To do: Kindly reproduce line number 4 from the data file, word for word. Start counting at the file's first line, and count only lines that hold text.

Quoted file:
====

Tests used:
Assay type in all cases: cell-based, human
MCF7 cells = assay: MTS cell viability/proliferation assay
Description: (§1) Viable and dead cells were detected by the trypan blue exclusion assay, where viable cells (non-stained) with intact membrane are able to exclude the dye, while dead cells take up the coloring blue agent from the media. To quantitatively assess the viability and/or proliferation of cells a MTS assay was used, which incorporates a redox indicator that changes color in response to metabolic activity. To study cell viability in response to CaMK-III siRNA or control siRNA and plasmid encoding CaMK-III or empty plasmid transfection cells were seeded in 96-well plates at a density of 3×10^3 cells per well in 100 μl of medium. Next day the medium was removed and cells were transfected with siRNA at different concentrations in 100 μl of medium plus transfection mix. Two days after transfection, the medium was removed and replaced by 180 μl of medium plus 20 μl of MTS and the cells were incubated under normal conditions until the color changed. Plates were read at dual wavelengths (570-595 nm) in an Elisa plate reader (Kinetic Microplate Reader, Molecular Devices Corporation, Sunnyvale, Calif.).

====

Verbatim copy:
Description: (§1) Viable and dead cells were detected by the trypan blue exclusion assay, where viable cells (non-stained) with intact membrane are able to exclude the dye, while dead cells take up the coloring blue agent from the media. To quantitatively assess the viability and/or proliferation of cells a MTS assay was used, which incorporates a redox indicator that changes color in response to metabolic activity. To study cell viability in response to CaMK-III siRNA or control siRNA and plasmid encoding CaMK-III or empty plasmid transfection cells were seeded in 96-well plates at a density of 3×10^3 cells per well in 100 μl of medium. Next day the medium was removed and cells were transfected with siRNA at different concentrations in 100 μl of medium plus transfection mix. Two days after transfection, the medium was removed and replaced by 180 μl of medium plus 20 μl of MTS and the cells were incubated under normal conditions until the color changed. Plates were read at dual wavelengths (570-595 nm) in an Elisa plate reader (Kinetic Microplate Reader, Molecular Devices Corporation, Sunnyvale, Calif.).